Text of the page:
Article Summary: Gluten-Free Labeling: Are Growth Media Containing Wheat, Barley, and Rye Falling through the Cracks?
Gluten-Free Labeling: Are Growth Media Containing Wheat, Barley, and Rye Falling through the Cracks?
Tricia Thompson, Melinda Dennis, Luke Emerson. J Acad Nutr Dietet. 2017. In Press.
Background: Bacteria are used in a variety of products, including probiotics. These microorganisms may be grown on media that may include ingredients derived from gluten-containing grain (ie, wheat, barley, and rye). Historically, some concern has been expressed in the celiac disease community that the use of gluten-derived/ gluten-containing growth media may result in residual gluten protein fragments remaining in products containing microorganisms such as bacteria. One obstacle preventing the resolution of whether residual gluten sometimes remains in products containing bacteria is the general lack of readily available information on the growth media used to cultivate these microorganisms. Further study of fermentation media used to produce bacteria is needed to determine whether allergenic or gluten protein remain. This suggestion is based on real-world test results of a commercially available probiotic containing a bacterial strain with known growth media: one formulation gluten free and the other not.
What we tested: Gluten Free Watchdog, LLC, a gluten test reporting service in Manchester, MA, tested a popular probiotic through Bia Diagnostics, LLC on three separate occasions. While the bacterial strain remained the same in all lots, the growth media was different—spent brewer’s yeast or molasses. The probiotic was tested using the R5 ELISA Ridascreen Gliadin Competitive R7021 (R-Biopharm AG). A competitive ELISA is used when assessing food for gluten protein fragments, which occur when gluten protein is hydrolyzed or fermented. Bacteria (and the enzymes they produce) in the probiotic were deactivated before testing to prevent false-positive results. The probiotic containing the bacterial strain grown on spent brewer’s yeast (and likely contaminated with barley malt) tested at > 283.5 ppm gluten. The same probiotic containing the same bacterial strain but this time grown on molasses tested at < 10 ppm gluten on two separate occasions.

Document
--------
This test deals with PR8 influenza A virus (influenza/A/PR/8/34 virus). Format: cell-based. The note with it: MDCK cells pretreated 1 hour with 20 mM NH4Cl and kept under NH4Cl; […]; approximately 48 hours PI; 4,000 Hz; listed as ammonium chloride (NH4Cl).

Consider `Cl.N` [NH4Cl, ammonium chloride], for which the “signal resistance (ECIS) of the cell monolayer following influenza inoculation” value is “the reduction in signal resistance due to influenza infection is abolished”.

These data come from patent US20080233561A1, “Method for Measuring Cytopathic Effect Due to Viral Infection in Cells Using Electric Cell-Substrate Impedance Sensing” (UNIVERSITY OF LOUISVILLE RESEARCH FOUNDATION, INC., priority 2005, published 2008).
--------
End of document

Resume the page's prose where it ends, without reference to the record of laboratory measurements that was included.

What we need in the future: In the United States, the FDA should clarify for industry whether growth media for bacteria (and other microorganisms) are considered ingredients, incidental additives, or processing aids, and whether the use of wheat, barley, or rye precludes the food containing the bacteria from being labeled as gluten free. If the use of gluten-containing growth media does not preclude a gluten-free labeling claim, then the FDA should clarify how products containing bacteria should be tested to ensure safety for gluten-free consumers.
Recommendations: In the meantime, individuals with gluten-related disorders should be encouraged to use only those probiotics labeled as gluten free. Manufacturers labeling probiotics gluten-free should be encouraged to test their products using the competitive R5 ELISA, especially if bacterial strains included in the product are grown in gluten-containing growth media.
Questions? Please contact Tricia Thompson at firstname.lastname@example.org
This article is available free of charge to members of the Academy of Nutrition and Dietetics http://www.sciencedirect.com/science/article/pii/S2212267217310663